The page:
June 4, 2016; revised October 3, 2019
Difference Between Bhava (Existence) and Jāti (Births)
1. There are many posts on the critical concept of gandhabba not only in this series, but scattered throughout the site, and especially in the section, “Gandhabba (Manomaya Kaya).” These posts discuss the details on how a living being goes through the rebirth process without having an unchanging “soul.” But they maintain (ever-changing) personal characteristics or gati (pronounced “gati”) between two adjacent lives.
- It all started with a post on this basic concept at the start of this website: “What Reincarnates? – Concept of a Lifestream“.
- While it is good to get an idea of the nature of all living beings in the 31 realms, it is not necessary to learn those in detail. I want to provide a complete and inter-consistent picture per original teachings of the Buddha in this section.
- However, the concept of the gandhabba is essential to understand how we are reborn with physically different bodies — multiple times — in a single human existence (human bhava.) That human bhava may last thousands of years; see, “Bhava and Jāti – States of Existence and Births Therein.” Unlike devas and Brahmā who are born just once, we live and die to be reborn human multiple times before switching to another realm.
This World Has Thirty-One Realms of Existence
2. We will first review two significant aspects of the 31 realms. Then we will discuss the concept of a gandhabba (which applies only to human and animal realms) in more detail.
- First is that the transition from one existence (bhava) to another is ALWAYS instantaneous; it happens at the cuti-patisandhi moment (“cuti” pronounced “chuthi”); see, “Patisandhi Citta – How the Next Life is Determined According to Gati” and “Cuti-Patisandhi – An Abhidhamma Description.”
- The second aspect is that in the 20 higher-lying realms, those beings (Brahmā) weigh less than a billionth of an atom in modern science!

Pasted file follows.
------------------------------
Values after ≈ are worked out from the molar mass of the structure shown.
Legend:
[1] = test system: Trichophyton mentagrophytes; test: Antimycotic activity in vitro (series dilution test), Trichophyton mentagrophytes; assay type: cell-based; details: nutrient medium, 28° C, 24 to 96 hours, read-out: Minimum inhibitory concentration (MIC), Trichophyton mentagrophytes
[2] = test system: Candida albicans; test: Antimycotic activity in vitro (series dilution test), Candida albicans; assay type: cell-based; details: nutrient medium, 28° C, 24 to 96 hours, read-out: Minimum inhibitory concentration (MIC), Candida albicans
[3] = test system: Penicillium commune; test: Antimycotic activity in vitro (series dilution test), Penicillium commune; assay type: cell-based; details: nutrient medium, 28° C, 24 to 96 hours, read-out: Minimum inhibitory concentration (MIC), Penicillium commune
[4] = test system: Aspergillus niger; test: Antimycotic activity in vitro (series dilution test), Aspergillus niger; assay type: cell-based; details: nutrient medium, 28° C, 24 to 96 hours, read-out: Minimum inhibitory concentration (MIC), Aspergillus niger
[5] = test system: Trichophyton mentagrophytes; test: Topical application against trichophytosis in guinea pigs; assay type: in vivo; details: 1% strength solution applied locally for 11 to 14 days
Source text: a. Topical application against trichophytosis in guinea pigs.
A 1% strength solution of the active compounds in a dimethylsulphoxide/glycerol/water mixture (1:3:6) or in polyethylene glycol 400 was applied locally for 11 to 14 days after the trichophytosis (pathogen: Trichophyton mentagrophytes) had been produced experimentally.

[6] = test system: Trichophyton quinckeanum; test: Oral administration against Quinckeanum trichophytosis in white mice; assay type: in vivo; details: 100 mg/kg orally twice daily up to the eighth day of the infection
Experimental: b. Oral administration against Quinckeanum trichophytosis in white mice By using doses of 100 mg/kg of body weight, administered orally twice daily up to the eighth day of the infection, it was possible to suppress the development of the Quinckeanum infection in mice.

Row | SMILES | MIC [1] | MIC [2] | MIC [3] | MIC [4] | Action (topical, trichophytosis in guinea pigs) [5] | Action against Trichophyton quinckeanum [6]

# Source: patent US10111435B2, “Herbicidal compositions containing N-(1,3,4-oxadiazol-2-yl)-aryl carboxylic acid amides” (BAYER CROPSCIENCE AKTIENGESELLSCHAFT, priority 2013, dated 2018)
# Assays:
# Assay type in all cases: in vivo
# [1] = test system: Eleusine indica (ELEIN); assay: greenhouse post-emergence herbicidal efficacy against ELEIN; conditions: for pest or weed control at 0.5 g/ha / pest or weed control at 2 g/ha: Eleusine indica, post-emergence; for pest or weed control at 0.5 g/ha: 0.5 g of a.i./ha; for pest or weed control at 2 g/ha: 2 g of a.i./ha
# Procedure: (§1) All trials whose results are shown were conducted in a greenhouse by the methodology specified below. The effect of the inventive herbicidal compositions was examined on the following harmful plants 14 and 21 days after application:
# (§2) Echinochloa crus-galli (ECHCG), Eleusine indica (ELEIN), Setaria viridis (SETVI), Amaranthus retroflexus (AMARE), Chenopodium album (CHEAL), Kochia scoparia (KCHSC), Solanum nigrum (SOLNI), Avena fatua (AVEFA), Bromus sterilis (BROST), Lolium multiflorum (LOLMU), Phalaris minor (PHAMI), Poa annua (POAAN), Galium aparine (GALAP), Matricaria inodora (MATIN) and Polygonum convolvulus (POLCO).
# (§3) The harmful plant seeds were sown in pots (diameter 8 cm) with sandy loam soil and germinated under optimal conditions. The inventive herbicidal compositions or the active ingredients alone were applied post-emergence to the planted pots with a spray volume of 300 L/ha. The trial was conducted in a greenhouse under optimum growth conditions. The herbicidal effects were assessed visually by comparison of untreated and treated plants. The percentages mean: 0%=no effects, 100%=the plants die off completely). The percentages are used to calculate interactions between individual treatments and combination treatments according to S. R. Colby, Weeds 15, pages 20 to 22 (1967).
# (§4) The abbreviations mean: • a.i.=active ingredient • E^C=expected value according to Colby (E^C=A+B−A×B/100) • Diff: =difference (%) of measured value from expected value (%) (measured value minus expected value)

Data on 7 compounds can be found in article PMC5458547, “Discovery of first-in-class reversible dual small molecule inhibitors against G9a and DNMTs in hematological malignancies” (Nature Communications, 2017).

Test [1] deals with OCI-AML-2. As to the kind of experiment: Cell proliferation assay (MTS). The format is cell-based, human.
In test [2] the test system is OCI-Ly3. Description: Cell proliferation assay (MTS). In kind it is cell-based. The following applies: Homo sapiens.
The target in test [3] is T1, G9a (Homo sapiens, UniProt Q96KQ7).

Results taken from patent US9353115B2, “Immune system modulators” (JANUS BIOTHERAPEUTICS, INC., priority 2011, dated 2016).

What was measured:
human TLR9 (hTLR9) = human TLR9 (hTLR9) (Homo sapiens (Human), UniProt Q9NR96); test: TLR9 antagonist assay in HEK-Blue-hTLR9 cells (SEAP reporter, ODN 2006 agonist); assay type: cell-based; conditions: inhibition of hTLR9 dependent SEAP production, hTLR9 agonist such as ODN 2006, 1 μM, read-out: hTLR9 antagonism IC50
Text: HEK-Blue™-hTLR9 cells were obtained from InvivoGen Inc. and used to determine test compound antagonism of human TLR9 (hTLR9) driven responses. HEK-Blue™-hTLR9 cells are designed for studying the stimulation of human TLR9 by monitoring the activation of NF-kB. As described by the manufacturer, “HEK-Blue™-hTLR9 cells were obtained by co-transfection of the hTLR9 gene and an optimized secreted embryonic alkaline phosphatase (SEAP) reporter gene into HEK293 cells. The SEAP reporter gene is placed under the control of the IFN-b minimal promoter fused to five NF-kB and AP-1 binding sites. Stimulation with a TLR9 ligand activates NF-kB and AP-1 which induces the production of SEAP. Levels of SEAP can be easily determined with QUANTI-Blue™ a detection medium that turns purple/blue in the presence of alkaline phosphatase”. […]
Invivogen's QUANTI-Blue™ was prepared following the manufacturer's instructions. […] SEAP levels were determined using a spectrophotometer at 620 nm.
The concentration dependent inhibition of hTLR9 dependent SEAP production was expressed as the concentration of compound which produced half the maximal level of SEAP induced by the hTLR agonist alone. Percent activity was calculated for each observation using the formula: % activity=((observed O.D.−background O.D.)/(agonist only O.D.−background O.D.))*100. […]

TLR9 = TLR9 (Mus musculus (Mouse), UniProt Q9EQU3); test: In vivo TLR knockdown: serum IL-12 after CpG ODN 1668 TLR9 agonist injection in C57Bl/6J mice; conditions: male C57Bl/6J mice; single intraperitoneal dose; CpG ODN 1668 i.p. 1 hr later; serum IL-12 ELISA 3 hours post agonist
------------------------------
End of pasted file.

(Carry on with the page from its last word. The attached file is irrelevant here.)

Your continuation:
- All beings with dense bodies are in the 11 realms of the kāma lōka. Even there, the six deva realms have less-dense bodies compared to humans.
Death of Physical Body Different From the End of an Existence
3. The following chart shows the major features of what happens at the cuti-patisandhi moment. That is when a living being makes a transition from one bhava (existence) to another, say from being a human to a Brahma.
Click to open the pdf file: Births in Different Realms
- Without exception, at each such cuti-patisandhi moment, a new kammaja kāya is generated by the kammic energy fueling a new existence. That kammaja kāya ALWAYS has a hadaya vatthu. That is the seat of the mind (the quality of which depends on the realm).
Types of “Bodies” In Different Realms
4. Thus it is essential to realize that the critical thing that happens at the cuti-patisandhi moment is the generation of the unbelievably small kammaja kāya, which contains the blueprint for the new existence. At that point, the mechanism of “birth” can be roughly divided into three categories, as shown in the chart.
- The Brahmā in the rupi and arupi realms (top 20 realms) are instantaneously born with very little else other than several suddhāṭṭhaka-size “material elements.” Their body features discussed below. The main feature here is that they are spontaneously born in those realms and live very long times there until death. Then another cuti-patisandhi moment takes that being to a new bhava.
- The only difference in the six deva realms (in kāma lōka) compared to the Brahmā is that they do have well-defined physical bodies (karaja kāya) like us. However, those bodies are much less dense, and we are not able to see them even if they stand right in front of us.